This was posted by WaRP Graphics employee “Wendy Masque,” on Elfquest’s official Facebook page:
“After close to four years of suspense - and longer than four years of your much-appreciated interest and support - the word has come down from Warner Bros. And the word is ‘no.’ Their simple explanation is that they don't want to compete with The Hobbit. This was a possibility, among several, that we were prepared for. It is a relief, at last, to know.”
Sad news for fans.
Movie studios make similarly-themed competing movies all the time (Armageddon and Deep Impact, anyone?) so that can’t be the real reason. In fact, it sounds like movie studio bs.
So did you hear the big news? Marvel’s moving to a new office building in Manhattan!
Not to be outdone, Warner Bros. decided to shake things up with a large scale corporate shift. This interview with Diane Nelson from Comic Book Resources actually sheds very little light on the nuts and bolts of it.
And the lack of real answers has caused Tom Spurgeon to raise some questions he’d like to see answered about the situation forward-going.
Naturally, and because I sometimes can’t keep my mouth shut, I have my own take on the matter.
Well, at least Batman will still be published out of New York!
I’m no pundit and I’m certainly no reporter or journalist, and I’m not even a DC insider, although I should point out that before Paul Levitz bought Wildstorm, he tried to buy the company I co-founded, Malibu Comics.
I was saddened, though not surprised that Warner Bros. was splitting DC Entertainment into two divisions and keeping all their old school business in Manhattan. My sympathies go out to all DC employees who are getting let go and to all freelancers who are getting their books cut out from under them. This is not an easy time, and it’s not going to get easier.
I think lost in all the discussion and rundown of DC’s recent shift is that the biggest piece of the puzzle has yet to be explained or admitted to. Warner Bros. which folded DC Comics into a new company called DC Entertainment just a year ago, now took DC Comics out of that company and moved DC Entertainment – along with all of the money-making portions of the company – to the West Coast.
DC Comics, the comic book division, is now its own stand-alone entity. An island of old-school publishing left without its support network. This has been hailed as a victory for the comic book people.
It isn’t. It’s a wake up call.
Superman‘s been grounded. No he hasn’t been sent to his room without supper, but the Man of Steel is taking a walking tour of America. The year-long adventure, called “Grounded” began in Superman #700 but really picks up steam in #701. It’s written by J. Michael Straczynski and illustrated by Eddy Barrows. Supes will be using his cross-country hike to try to reconnect with the people of this great nation.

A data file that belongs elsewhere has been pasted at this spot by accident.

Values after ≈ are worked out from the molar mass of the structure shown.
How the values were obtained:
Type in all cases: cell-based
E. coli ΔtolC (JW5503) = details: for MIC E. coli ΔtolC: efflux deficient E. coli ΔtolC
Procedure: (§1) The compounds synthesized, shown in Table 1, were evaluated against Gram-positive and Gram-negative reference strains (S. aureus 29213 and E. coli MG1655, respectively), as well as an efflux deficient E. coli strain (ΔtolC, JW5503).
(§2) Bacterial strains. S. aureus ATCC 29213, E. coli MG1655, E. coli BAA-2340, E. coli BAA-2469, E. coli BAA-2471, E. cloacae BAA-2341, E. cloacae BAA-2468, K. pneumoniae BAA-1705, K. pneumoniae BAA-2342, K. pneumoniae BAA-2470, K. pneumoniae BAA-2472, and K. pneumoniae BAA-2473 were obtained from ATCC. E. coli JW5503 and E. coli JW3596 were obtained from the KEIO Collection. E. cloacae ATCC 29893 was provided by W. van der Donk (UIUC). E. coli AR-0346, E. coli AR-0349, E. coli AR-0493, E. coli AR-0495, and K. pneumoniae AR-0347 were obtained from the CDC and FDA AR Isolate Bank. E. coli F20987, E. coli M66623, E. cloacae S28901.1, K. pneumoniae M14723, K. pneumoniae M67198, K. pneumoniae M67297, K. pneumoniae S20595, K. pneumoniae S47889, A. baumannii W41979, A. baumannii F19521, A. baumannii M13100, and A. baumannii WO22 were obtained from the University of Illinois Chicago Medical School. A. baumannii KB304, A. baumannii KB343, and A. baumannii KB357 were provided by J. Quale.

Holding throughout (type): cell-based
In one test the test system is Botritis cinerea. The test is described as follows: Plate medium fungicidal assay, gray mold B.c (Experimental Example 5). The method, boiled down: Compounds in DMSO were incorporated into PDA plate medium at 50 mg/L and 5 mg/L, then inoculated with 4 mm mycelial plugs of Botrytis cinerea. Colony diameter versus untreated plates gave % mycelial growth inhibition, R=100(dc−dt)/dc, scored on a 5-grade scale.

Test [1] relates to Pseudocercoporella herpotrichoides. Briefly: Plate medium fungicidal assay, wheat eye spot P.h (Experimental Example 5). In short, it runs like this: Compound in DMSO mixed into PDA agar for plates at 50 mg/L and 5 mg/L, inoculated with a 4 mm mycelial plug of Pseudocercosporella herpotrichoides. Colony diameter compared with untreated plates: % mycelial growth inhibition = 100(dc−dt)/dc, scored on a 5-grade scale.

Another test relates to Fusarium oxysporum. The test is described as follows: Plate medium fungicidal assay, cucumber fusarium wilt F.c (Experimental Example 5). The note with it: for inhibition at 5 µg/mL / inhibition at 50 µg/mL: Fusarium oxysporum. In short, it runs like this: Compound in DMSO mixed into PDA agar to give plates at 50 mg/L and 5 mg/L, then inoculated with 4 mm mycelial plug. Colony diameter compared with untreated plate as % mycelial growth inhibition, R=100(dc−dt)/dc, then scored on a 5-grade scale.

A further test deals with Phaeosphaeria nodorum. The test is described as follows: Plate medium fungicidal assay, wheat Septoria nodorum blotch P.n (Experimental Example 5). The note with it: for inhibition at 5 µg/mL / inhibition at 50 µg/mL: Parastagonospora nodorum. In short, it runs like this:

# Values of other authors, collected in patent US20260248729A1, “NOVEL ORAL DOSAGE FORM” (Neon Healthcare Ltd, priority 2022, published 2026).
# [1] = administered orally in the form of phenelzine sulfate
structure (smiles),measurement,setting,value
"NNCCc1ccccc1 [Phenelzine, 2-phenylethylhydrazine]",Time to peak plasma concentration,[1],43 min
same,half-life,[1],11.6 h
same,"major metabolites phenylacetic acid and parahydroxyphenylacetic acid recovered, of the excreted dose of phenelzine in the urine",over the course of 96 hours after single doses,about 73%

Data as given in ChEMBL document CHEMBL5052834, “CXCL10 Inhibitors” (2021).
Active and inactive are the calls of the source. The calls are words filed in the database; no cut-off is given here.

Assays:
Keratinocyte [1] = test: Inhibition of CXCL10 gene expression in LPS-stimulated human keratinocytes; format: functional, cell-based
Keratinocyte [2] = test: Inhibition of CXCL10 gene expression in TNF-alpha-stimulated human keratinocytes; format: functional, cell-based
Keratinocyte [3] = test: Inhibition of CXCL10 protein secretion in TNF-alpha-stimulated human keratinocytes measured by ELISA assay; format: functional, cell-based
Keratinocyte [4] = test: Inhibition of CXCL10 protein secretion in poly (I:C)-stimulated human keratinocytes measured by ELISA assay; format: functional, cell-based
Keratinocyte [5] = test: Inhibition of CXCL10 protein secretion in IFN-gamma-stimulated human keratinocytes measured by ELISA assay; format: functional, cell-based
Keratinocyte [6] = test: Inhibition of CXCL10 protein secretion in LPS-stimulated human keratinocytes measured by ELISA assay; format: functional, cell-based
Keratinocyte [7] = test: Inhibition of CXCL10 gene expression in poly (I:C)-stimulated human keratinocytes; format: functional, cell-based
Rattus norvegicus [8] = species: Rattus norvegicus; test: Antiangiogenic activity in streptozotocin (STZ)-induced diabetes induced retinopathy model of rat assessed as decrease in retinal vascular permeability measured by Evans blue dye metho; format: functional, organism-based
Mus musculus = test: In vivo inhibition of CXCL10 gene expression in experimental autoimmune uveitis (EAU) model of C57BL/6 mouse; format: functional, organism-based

Naturally, he’s keeping a diary and we got our hands on some excerpts. Up, up and away…on foot.
Batman called to laugh at me. Said even Terra-Man used a horse. Ha-ha. Prick.
Status: Facebooking an embarrassing panel of Bruce and Dick getting massages in old comic book.
Lunch: A&W’s Uncle Burger. Stupid name for a pretty good burger.
Met another guy who wants to talk about the “brown skins.” I said he had me confused with Green Lantern. I don’t see skin color. I have enough trouble with Kryptonite’s colors. And don’t get me started on the Amazing Technicolor Dreamcoat.
Read More | Superman Grounded
Well, I reckon it was bound t’happen, pardners. Jonah Hex has opened to just a $5 million weekend, meaning that it’s officially been labeled a bomb. Too bad. Jonah was – and is – an iconic comic book property, the creation of John Albano and Tony DeZuniga. Maybe the filmmakers should’ve gone with a more traditional western approach like The Outlaw Josey Wales or 3:10 From Yuma instead of the steampunkian world of The Wild Wild West movie? Who’s to say what would’ve worked, but the new one sure doesn’t.
The problem now is that because Jonah Hex is based on a comic book (not a graphic novel as some lazy reporters simply retype) – but one that none of the general public has heard of before – it’ll get tagged as a comic book movie, and worse, a failed comic book movie. And finger wagging along the lines of “is the comic book movie fad finally over” will start appearing as breathless know-it-all headlines in newspapers no one reads anymore.
Read More | Deadline Hollywood Daily
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